The yeast that is added converts the sugars from the wort into alcohol and works perfectly at 34°C, above this the yeast is killed off. For this reason, the wort is cooled to 34°C before it is mixed with the yeast and enters the washback. Once the yeast and wort mix, a type of sour beer is created, with the yeast beginning fermentation immediately.
This is why a lot of people claim that Whisky is essentially a distilled form of beer. At this stage essentially it is, but once you bring in maturation it becomes more complicated than that, but more on that later.
Washbacks can be made from either wood or, as with more modern times, stainless steel. Steel is easier to wash and maintain and has overtaken wood as the main material for washbacks. The time that the yeast is allowed to react with the wort effects the flavour.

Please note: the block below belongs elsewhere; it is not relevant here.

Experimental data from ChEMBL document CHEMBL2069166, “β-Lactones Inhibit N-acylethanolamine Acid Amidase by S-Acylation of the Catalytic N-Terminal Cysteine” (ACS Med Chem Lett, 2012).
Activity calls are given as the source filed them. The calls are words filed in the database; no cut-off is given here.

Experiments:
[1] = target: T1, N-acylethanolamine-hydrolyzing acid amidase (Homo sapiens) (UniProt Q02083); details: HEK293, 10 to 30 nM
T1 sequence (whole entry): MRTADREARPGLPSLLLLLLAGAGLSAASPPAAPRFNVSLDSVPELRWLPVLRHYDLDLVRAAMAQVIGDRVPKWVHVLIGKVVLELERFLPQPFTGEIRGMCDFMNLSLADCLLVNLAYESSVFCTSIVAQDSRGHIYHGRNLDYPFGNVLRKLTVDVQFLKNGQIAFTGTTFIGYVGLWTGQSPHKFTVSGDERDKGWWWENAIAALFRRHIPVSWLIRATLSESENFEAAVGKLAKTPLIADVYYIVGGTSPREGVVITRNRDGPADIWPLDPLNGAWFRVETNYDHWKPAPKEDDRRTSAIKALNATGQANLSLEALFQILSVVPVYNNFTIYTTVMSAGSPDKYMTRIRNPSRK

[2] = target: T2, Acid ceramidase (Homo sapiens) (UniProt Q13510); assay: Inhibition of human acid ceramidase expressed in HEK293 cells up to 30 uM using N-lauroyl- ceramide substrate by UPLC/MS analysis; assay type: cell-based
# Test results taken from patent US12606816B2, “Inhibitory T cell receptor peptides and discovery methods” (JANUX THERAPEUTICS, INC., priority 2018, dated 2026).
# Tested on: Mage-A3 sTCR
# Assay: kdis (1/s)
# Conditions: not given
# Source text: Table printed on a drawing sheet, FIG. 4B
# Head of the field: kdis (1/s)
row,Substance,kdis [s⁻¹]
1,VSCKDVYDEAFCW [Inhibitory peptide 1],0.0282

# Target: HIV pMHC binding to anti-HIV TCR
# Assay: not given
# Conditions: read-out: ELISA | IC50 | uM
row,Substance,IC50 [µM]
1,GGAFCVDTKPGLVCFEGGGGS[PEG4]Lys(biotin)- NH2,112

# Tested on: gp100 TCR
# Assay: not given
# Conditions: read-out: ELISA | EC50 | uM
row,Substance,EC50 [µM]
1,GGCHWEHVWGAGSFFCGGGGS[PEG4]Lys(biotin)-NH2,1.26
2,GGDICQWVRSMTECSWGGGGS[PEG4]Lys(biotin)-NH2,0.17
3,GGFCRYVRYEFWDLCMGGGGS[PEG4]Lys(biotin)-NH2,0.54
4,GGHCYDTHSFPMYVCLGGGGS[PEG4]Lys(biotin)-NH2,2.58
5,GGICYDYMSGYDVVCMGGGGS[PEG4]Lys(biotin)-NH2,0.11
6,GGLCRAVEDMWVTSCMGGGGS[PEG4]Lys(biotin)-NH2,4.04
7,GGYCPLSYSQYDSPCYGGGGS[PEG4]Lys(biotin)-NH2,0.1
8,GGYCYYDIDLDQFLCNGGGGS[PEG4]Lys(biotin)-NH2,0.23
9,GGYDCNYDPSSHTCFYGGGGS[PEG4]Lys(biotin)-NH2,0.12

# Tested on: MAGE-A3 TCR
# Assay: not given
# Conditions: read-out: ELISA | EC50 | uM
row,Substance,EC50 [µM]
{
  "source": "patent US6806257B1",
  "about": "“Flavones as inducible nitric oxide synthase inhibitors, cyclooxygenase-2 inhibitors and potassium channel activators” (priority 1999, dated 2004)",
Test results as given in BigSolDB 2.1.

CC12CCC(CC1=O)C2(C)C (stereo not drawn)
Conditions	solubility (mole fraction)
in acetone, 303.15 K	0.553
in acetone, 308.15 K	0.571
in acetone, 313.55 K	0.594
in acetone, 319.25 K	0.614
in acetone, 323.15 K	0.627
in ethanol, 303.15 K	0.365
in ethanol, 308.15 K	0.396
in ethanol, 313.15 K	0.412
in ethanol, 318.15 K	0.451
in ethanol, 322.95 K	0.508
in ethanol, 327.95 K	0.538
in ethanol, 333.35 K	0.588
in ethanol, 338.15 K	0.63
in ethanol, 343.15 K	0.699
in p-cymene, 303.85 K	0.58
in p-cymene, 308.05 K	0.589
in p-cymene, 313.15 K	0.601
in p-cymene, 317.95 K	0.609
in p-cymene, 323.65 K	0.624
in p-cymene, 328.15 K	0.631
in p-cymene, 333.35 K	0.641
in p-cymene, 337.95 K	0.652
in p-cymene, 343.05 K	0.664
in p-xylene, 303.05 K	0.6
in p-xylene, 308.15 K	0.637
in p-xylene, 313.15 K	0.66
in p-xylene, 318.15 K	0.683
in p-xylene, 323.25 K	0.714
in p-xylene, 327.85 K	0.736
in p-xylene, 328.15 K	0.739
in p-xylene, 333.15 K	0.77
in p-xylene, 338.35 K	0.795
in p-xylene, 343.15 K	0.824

- Over 60 hours: fermentation will result in a more complex spirit as the yeast is allowed a resting period, during which new flavours are produced.
- Above 60 hours, and little to no alcohol is produced, but the yeast still creates different flavours during this time.
Higher fermentation times also produce wash that is less likely to foam and therefore is easier to distil, but again, more on this to come.
Yeast comes in three different forms, either as a liquid cream, pressed semi-dry or dried.
Liquid yeast is hard to maintain and only lives for a few weeks, but is most commonly used. Distillers will often keep dried yeast in stock just in case, as it lasts for several years.
The type of yeast used by distillers is top flocculating and rises to the top of the wort when it is spent. This is similar to the ale yeast that is commonly used by brewers.